The Reading Room

Our latest update on all things imaging

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In case you missed it: Don’t sacrifice image quality in the name of low dose

April 16, 2014

Are we asking the right questions about radiation risk? 

Last month, our colleagues at Service Line Strategy Advisor took a look at the strategies for achieving optimal dose for necessary exams and the delicate balance between dose and quality concerns.

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When should your radiologists take a ‘time out’?

February 4, 2013

Stephanie Krent, Imaging Performance Partnership

Recently, one of our members asked us about surgical "time outs" and whether they can apply to radiology. Because patient safety is a focus for so many of you but isn't a topic we often address, I wanted to share my response.

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More Active Radiologists Have Fewer False-Positive Mammogram Reads

March 16, 2011

A recent study published in Radiology journal last month finds that radiologists who interpret more screening mammograms tend to have greater breast cancer diagnostic accuracy than their counterparts. The study also finds greater diagnostic accuracy in screening mammograms among radiologists that interpret both diagnostic and screening mammograms. Surprisingly, in both cases, the increase in diagnostic accuracy is entirely driven by a reduction in the incidence rate of false-positive interpretations among high-volume radiologists; the incidence rate of false-negatives did not differ across radiologist cohorts in the study.


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NYT Article Highlights Patient Experiences with Radiation Dose Complications

August 3, 2010

Over the weekend, the New York Times ran an article in their series, The Radiation Boom, about radiation risks from stroke scans. The article is noteworthy because the author profiles several patients and their personal stories regarding side effects from CT scans. In fact, the article is accompanied by a multimedia section, entitled The Mark of an Overdose, with audio recordings of four patients explaining their experiences. Several photos of patients with hair loss are also included. Definitely worth a look, as the Times' work appears to be turning heads at the FDA. The article also "names names."

The review also offers insight into the way many of the overdoses occurred. While in some cases technicians did not know how to properly administer the test, interviews with hospital officials and a review of public records raise new questions about the role of manufacturers, including how well they design their software and equipment and train those who use them.

The Times found the biggest overdoses at Huntsville Hospital -- up to 13 times the amount of radiation generally used in the test.

Officials there said they intentionally used high levels of radiation to get clearer images, according to an inquiry by the company that supplied the scanners, GE Healthcare.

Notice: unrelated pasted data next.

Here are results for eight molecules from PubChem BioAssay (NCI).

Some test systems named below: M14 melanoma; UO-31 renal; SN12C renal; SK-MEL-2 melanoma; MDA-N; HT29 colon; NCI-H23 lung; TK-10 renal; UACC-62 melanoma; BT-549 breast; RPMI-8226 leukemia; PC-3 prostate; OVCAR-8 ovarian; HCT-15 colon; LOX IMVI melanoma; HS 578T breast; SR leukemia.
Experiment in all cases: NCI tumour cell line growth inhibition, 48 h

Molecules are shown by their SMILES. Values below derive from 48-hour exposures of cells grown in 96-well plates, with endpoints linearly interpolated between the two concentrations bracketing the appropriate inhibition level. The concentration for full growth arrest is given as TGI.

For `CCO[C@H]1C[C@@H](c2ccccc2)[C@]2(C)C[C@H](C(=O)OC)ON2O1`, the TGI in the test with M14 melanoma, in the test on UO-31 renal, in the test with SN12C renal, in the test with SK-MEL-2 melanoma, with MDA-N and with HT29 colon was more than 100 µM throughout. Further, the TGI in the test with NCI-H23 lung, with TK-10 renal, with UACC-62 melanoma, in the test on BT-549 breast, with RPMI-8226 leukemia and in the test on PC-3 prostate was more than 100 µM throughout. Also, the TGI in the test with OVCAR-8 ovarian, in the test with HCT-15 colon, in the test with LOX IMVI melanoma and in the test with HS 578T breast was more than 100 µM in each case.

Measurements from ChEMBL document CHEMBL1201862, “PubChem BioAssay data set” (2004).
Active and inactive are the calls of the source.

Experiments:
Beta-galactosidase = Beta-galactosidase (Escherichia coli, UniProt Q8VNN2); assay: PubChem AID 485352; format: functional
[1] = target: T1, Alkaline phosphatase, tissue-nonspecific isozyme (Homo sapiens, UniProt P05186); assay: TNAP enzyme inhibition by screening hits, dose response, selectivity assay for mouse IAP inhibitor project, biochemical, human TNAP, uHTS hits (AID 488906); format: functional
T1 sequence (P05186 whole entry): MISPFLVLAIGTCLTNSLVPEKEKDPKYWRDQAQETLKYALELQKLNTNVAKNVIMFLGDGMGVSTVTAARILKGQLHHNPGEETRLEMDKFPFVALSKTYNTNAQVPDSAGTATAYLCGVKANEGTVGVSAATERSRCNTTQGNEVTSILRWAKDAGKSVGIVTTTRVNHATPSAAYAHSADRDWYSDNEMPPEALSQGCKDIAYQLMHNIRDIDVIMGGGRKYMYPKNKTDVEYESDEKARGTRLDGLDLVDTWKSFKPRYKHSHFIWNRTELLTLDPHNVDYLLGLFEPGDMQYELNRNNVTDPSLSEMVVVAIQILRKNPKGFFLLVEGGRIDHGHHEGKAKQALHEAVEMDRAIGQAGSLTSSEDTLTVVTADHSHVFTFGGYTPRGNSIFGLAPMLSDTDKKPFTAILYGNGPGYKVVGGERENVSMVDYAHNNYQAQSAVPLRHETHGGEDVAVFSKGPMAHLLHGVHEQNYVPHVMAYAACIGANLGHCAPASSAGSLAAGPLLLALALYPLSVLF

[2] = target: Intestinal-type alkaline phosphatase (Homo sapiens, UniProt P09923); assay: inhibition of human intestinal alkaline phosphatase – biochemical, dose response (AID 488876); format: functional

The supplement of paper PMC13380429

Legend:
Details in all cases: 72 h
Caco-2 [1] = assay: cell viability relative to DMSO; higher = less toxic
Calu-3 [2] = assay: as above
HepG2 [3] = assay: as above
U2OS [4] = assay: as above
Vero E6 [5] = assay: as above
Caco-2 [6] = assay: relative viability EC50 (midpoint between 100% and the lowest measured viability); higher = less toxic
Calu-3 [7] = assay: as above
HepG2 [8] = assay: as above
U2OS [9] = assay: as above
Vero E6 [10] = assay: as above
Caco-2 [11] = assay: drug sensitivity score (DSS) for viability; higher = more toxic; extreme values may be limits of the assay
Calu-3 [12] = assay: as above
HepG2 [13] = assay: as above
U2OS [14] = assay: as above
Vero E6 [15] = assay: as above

Experts say that is unjustified and potentially dangerous.

"It is absolutely shocking and mind-boggling that this facility would say the doses are acceptable," said Dr. Rebecca Smith-Bindman, a radiology professor who has testified before Congress about the need for more controls over CT scans. Yet because the hospital said no mistakes were made, regulatory agencies did not investigate.

The F.D.A. was unaware of the magnitude of those overdoses until The Times brought them to the agency's attention. Now, the agency is considering extending its investigation, according to Dr. Alberto Gutierrez, an F.D.A. official who oversees diagnostic devices.

Patients who received overdoses in Huntsville say that in addition to hair loss, they experienced headaches, memory loss and confusion. But at such high doses, experts say, patients are also at higher risk of brain damage and cancer.

A spokesman for Huntsville Hospital, which now acknowledges that some patients received "elevated" radiation, said officials there would not comment.

The article also indicates some finger-pointing, with the hospitals in question pointing to manufacturers, and vice versa.

At Glendale Adventist Medical Center, where Mr. Reyes and nine others were overdosed, employees told state investigators that they consulted with GE last year when instituting a new procedure to get quicker images of blood flow, state records show. But employees still made mistakes.

As a result, hospital officials said, a feature that technicians thought would lower radiation levels actually raised them. Cedars-Sinai gave a similar explanation.

"There was a lot of trust in the manufacturers and trust in the technology that this type of equipment in this day and age would not allow you to get more radiation than was absolutely necessary," said Robert Marchuck, the Glendale hospital's vice president of ancillary services.

A GE spokesman, Arvind Gopalratnam, said the way scanners were programmed was "determined by the user and not the manufacturer." GE, he added, has no record of Glendale seeking its help setting up the new procedure in 2009.